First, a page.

In terms of a being a student, I learned a lot about doing research as a result of this project. For one thing, doing research took a lot more time than I thought it would. If I could change something about my search, I would have planned my time more efficiently. I would have scheduled an appointment well ahead of time instead of rushing to find someone at the last minute. I learned that as a student I do better work when I get to choose my own topic for research. I learned that when I get really into a topic, I spend a lot of time reading about it and yet it doesn’t feel like a lot of time has gone by/ I learned that I don’t know the internet as well as I thought I did before. Even so, I think my search was successful. Talking to my doctor helped a lot about getting actual advice for living with asthma. This project will help me in the future because it has given me an optimistic outlook on treating my asthma. I don’t feel as helpless and worried about my future anymore. In addition to these benefits, I got a lot of information that will lead me to live a full and active life, in spite of my asthma!
Heading is set to the left:
Title should be:
regular font type, 12’’ point, centered
Hook your readers with an attention-grabbing statement:
state a simple fact that will be important later
begin with a question or two
state a surprising fact, confession, a quote or a hint of what is to come
Why are you interested in your topic/ why did you choose your topic?
Explain what you already know about your topic.
Tell what you want to know about your topic.
Explain the steps of your research process.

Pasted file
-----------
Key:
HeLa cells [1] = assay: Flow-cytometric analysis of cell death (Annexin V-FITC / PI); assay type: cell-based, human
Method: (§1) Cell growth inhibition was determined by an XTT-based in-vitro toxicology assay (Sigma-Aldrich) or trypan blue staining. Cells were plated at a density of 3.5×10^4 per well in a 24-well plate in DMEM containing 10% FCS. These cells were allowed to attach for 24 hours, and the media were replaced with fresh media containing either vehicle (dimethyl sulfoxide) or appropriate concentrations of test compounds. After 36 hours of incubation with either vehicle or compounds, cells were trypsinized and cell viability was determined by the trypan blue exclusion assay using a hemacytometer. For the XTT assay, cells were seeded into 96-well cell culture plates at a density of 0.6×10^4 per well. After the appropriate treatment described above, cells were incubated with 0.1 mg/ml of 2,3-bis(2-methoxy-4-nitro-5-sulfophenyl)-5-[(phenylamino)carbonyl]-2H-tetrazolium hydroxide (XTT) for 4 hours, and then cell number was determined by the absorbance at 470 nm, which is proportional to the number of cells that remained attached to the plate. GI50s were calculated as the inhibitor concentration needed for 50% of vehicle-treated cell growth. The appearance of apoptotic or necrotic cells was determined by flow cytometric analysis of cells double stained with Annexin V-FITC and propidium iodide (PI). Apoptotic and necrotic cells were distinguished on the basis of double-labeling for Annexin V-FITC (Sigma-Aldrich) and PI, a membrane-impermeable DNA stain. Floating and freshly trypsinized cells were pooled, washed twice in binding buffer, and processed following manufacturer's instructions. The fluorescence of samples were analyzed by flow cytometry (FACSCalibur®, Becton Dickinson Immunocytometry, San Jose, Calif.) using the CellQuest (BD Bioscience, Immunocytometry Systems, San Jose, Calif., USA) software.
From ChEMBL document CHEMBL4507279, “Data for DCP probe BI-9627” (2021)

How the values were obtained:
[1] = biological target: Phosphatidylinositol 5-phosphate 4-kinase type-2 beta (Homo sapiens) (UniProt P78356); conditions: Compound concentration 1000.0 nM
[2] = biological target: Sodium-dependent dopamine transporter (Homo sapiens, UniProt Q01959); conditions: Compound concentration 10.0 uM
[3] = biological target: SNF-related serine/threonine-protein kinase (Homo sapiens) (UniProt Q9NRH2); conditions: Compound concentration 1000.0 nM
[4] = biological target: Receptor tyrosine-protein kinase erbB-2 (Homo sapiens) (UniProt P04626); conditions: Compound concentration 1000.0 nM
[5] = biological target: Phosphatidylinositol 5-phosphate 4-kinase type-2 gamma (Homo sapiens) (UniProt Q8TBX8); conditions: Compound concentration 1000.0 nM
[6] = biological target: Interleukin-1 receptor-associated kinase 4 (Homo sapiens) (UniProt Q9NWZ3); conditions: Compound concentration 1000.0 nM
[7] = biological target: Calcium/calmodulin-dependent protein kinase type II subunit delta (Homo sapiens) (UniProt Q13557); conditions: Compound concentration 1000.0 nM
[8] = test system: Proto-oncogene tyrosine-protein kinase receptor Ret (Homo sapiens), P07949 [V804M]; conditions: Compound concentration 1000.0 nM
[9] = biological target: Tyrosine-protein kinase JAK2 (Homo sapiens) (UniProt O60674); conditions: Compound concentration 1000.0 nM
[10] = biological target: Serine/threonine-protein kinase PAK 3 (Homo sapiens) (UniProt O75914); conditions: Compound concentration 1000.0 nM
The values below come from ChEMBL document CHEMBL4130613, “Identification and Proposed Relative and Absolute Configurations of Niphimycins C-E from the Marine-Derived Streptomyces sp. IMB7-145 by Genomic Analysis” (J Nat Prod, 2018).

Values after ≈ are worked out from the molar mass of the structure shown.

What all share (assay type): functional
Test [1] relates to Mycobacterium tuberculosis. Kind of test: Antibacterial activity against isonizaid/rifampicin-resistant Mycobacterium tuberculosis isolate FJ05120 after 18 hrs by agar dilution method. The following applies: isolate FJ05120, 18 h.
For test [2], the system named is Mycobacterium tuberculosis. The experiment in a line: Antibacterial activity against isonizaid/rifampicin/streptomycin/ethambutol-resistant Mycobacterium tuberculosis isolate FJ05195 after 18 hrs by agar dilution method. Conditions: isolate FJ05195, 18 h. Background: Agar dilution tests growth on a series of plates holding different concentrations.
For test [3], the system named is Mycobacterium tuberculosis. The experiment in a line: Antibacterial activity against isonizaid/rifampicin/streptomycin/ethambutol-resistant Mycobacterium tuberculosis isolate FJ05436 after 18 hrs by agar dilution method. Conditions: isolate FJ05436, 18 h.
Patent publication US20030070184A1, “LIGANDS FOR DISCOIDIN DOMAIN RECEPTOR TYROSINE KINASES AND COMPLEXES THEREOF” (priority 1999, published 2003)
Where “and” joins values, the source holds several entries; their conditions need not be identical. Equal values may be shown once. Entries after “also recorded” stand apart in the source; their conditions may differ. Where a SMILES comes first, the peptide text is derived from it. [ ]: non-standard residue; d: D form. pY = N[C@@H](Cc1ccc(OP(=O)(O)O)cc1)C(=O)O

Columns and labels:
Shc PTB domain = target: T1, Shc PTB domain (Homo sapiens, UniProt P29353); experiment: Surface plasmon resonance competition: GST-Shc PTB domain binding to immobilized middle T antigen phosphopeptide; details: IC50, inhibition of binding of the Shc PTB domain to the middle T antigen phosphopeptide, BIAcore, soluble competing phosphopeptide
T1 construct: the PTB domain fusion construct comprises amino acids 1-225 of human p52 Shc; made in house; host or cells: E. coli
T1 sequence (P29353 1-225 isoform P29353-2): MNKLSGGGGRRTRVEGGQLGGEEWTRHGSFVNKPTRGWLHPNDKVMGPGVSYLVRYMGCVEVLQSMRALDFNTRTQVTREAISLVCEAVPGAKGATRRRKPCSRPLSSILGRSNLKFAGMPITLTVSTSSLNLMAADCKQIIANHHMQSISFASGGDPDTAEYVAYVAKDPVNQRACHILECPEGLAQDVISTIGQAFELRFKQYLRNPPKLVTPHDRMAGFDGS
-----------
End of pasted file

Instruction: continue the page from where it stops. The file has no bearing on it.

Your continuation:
Explains in detail where the information was found and what specific steps were taken to get information.
Book titles are italicized.
Use transition words when necessary.
Use parenthetical citations when you insert a quote. Put the author’s name in parenthesis at the end of the sentence before the period. Even if you are not directly quoting someone and you are paraphrasing, you must insert a parenthetical citation if the idea is not yours.
If a website does not have an author, put the key words of the website’s title in parenthesis.
Explain why this interview was important to your I-Search.
Include the last name of the person you interviewed in your parenthetical citation.
If your source comes from a book with more than one author, include both authors’ last names as well as the page numbers you got the information from.
Explain what you learned from your search.
Explain something you would change about your search.
Explain whether or not your search was successful.
Explain how this project will help you in the future.
End with a solid concluding statement.
Abramowicz, Mark. “Asthma, Bronchial.” Microsoft Encarta Enclyclopedia. Online.
11 May 2011. http://www.encarta.asthma/abrammarck.87.com
“Asthma Medicines.” American Lung Association Website. 13 May 2011. http://www.lungusa.org/press/association/85perent.html.
Davis, Richard P., Personal Interview. 14 May 2011.
Smolley, Laurence A. and Debra Fulghum Bruce. Breathe Right Now: A Comprehensive Guide to Understand and Treating the Most Common Breathing Disorders. New York: Norton.1991
Works cited should be in alphabetical order with the second line indented.